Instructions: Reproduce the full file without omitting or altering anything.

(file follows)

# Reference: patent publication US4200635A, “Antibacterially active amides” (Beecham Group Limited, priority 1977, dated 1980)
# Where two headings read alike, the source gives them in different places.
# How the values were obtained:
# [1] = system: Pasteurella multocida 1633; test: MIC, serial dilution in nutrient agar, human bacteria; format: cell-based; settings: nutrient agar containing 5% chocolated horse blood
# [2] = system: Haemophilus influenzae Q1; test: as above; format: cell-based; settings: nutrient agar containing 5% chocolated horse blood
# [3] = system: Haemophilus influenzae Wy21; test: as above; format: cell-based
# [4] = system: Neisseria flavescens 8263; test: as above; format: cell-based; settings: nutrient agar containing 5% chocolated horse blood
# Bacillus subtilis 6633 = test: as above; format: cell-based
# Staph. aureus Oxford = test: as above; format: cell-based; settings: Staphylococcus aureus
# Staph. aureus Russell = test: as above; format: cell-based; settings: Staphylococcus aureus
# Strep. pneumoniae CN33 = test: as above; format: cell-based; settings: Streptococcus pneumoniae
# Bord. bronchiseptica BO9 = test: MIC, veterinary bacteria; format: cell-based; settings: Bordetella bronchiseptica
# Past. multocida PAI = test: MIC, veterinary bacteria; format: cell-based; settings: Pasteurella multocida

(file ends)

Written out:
# Reference: patent publication US4200635A, “Antibacterially active amides” (Beecham Group Limited, priority 1977, dated 1980)
# Where two headings read alike, the source gives them in different places.
# How the values were obtained:
# [1] = system: Pasteurella multocida 1633; test: MIC, serial dilution in nutrient agar, human bacteria; format: cell-based; settings: nutrient agar containing 5% chocolated horse blood
# [2] = system: Haemophilus influenzae Q1; test: as above; format: cell-based; settings: nutrient agar containing 5% chocolated horse blood
# [3] = system: Haemophilus influenzae Wy21; test: as above; format: cell-based
# [4] = system: Neisseria flavescens 8263; test: as above; format: cell-based; settings: nutrient agar containing 5% chocolated horse blood
# Bacillus subtilis 6633 = test: as above; format: cell-based
# Staph. aureus Oxford = test: as above; format: cell-based; settings: Staphylococcus aureus
# Staph. aureus Russell = test: as above; format: cell-based; settings: Staphylococcus aureus
# Strep. pneumoniae CN33 = test: as above; format: cell-based; settings: Streptococcus pneumoniae
# Bord. bronchiseptica BO9 = test: MIC, veterinary bacteria; format: cell-based; settings: Bordetella bronchiseptica
# Past. multocida PAI = test: MIC, veterinary bacteria; format: cell-based; settings: Pasteurella multocida